Welcome to Carrot Ranch Literary Community where creative writers from around the world and across genres gather to write 99-word stories. A collection of prompted 99-word stories reads like literary anthropology. Diverse perspectives become part of a collaboration.
We welcome encouraging comments. You can follow writers who link their blogs or social media.
Those published at Carrot Ranch are The Congress of Rough Writers.
Warm Zippers by Chris G.
Zippers zip, but can still unzip. Zip it up can mean closing an article of clothing, a meeting, one’s mouth. But you can’t zip up your mind, can you?
I asked this question of no one in particular, and truth be told there was no one near enough to hear.
Still, I waited for an answer.
None came of course.
The day was cold and I reached to zip up my gaping coat.
And then I saw a woman with no coat. I place mine on her and zipped it up and dashed to my open door for another.
Open Zippers by D. Avery
Little fingers tickled where they brushed white chest hairs.
“Gramps, what’s this zipper?”
“On my memory chest? It keeps them from spilling out.”
“Memories? Memories are up here.” The child tapped the side of his head.
“There? No! That’s for times tables and state capitals and things you don’t really need to remember. Memories are kept close to the heart, never to be forgotten.”
“Zip!” The child ran his finger down the length of the scar. The old man pulled out memories, sharing stories until, sleepily, the boy zipped him back up, with another memory added to his chest.
Smile Through by Michael Fishman
Deb once described her childhood as ‘difficult’. When her therapist asked her to explain, she shut down. She never returned to therapy.
Deb reminisces sometimes, summons childhood memories. Today is such a day: You’re wearing that dress? Don’t be stupid. What were you thinking? Don’t be a cry-baby. Don’t be afraid.
Deb learned to keep her lips zippered and her thoughts to herself.
Deb grew up. She made her way. She became successful. She accepts her hidden scars and doesn’t mourn their origin. She still keeps her lips zippered, but she can smile through the teeth of her chain.
The Trouble with Zippers by Nancy Brady
Audrey was Tom’s and Barbara’s neighbor for years. They often wondered about Audrey’s past since they’d heard various rumors; she was a retired nun, teacher, or nurse.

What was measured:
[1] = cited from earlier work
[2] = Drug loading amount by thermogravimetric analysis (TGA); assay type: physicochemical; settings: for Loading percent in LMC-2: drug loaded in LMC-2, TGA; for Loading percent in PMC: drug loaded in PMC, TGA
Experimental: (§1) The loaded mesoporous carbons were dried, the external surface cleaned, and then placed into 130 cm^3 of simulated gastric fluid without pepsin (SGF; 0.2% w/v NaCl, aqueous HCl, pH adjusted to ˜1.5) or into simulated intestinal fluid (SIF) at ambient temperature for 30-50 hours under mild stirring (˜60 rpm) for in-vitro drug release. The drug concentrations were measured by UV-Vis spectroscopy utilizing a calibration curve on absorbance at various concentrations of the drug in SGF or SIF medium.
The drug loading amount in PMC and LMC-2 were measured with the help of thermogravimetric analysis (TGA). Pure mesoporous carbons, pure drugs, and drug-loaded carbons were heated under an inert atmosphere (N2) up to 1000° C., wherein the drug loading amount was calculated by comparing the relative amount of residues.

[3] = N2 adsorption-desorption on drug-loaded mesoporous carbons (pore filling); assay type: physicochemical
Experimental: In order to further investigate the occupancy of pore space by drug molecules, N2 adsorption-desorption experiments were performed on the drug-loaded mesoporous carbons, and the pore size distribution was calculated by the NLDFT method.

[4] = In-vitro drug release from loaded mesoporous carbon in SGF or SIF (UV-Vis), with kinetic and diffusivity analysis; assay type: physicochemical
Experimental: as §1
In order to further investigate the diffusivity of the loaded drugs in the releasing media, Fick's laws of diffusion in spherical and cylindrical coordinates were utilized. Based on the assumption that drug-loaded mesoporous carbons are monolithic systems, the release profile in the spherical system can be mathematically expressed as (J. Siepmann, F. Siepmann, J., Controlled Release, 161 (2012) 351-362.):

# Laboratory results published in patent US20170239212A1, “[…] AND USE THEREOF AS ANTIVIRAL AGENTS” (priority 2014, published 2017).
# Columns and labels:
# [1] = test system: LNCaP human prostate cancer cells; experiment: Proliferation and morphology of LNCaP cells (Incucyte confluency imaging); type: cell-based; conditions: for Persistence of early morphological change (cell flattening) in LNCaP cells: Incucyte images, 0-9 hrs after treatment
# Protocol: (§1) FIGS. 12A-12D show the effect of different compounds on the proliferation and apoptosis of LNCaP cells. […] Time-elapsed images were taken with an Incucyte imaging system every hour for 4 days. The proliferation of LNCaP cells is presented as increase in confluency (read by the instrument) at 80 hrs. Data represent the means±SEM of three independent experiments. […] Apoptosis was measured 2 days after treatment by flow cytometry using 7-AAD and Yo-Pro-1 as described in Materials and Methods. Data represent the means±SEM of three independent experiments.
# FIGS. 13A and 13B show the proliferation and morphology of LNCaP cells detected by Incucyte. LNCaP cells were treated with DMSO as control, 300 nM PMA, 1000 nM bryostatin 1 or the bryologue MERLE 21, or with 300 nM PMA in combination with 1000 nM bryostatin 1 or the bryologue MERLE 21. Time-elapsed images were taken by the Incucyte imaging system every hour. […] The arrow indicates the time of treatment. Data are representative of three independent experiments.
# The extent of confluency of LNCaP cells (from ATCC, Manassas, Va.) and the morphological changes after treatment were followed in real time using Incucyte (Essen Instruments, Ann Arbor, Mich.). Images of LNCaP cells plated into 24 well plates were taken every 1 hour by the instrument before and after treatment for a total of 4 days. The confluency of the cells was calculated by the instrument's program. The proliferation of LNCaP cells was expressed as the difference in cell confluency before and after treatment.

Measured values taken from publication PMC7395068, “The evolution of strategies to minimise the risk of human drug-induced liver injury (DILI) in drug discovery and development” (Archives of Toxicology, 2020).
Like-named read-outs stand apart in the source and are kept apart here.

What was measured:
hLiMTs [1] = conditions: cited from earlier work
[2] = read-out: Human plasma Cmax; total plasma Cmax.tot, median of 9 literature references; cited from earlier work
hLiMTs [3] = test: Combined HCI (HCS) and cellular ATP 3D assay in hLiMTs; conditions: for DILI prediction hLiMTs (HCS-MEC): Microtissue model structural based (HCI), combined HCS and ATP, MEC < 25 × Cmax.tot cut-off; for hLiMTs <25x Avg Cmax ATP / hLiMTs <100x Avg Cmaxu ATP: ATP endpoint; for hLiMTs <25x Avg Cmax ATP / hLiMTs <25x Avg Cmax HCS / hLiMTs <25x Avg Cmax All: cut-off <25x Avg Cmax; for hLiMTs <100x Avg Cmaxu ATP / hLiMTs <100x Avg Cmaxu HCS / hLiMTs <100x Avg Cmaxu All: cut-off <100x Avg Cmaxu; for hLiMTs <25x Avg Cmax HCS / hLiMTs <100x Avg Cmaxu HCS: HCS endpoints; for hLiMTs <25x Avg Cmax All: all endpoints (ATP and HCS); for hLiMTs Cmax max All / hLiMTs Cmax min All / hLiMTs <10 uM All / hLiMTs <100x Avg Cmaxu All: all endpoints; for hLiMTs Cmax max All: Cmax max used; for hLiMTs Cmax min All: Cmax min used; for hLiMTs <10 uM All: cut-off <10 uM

Their experiences with Audrey never quite squared with her supposed past. Once, she had an issue with her garbage disposal, asking Tom for help. He found that she’d put a box of uncooked spaghetti into it; adding water created a starchy mess, clogging the disposal.
Like them, Audrey walked all over the town no matter the weather, but unlike them, she always held her coat closed, rather than zip up the zipper.
Old Faithful by E.A. Colquitt
The largest zip fascinated her – not only because it was the biggest, but also because it was neon. (The rest of the bag was black.) It unzipped with a satisfying scratchy sound, but didn’t reveal a compartment. Instead, there were two straps…
Woah. The front half of the backpack could come off, and be another backpack! She had to have it.
Those days of wonder are gone. She’s still too small to wear both parts zipped together. How long has it been? Seven years? Seventy?
It doesn’t matter. Her bag is here: a little worn… but intact, loyal, enduring.
Zip by Kerry E. B. Black
The firemen’s yelled instructions blurred into a background distortion. They might save the apartment building, but to Caryn, it didn’t matter. What mattered rested his greying head on her lap, brown eyes large with love. Smoke scented his fur. Soot coated his back. His quivering black nose struggled to suck air, sides heaving, hitching, struggling.
“It’ll be alright, Zip,” Caryn lied. Her stalwart best friend needed oxygen, but injured people hogged the EMT’s.
Her neighbor knelt on the sidewalk beside Caryn. “Can’t believe the smoke alarms didn’t work.” Mr. Halloran rested a hand on the dog. “Thank God Zipper barked.”
Zipper by WriterRavenClaw
A zipper for all occasions, it was an idea Helen had since her zipper got stuck on a dress she had once loved. No more throwing away clothes, which could have lasted longer. Just send away your treasured item, and it was sent back a few days later with a brand new, multi-coloured upgrade.
At first, business was as slow as a broken zipper, but with the help of her friend, she was able to create a website – Zip-pidee-doo-dah. Orders flew in and now she had enough money to buy a brand new dress with a gold zipper.
Zipper Obsession by Norah Colvin
Jayden was obsessed with zippers almost from birth. The swish of a zipper always turned tears to laughter.
When a toddler, Jayden’s fascination with interlocking teeth equalled the zip-zip-swish. Zippered items were treasured more than any store-bought toys.
When grandparents visited, Jayden targeted Grandma’s handbag. Zip. Zip …
“Is that boy still obsessed with zippers?” said Grandpa. “Has he been tested yet?”
“It’s just a phase,” said Dad.
“Humph,” said Grandpa, opening his Gladstone bag. Swhooosh.
Jayden stopped. What was that?
Grandpa closed the bag. Blonk.
Swhooosh; blonk. Swhoosh; blonk.
Jayden abandoned Grandma’s bag for Grandpa’s.
Zipper phase zipped.
Jack the Zipper by Bill Engleson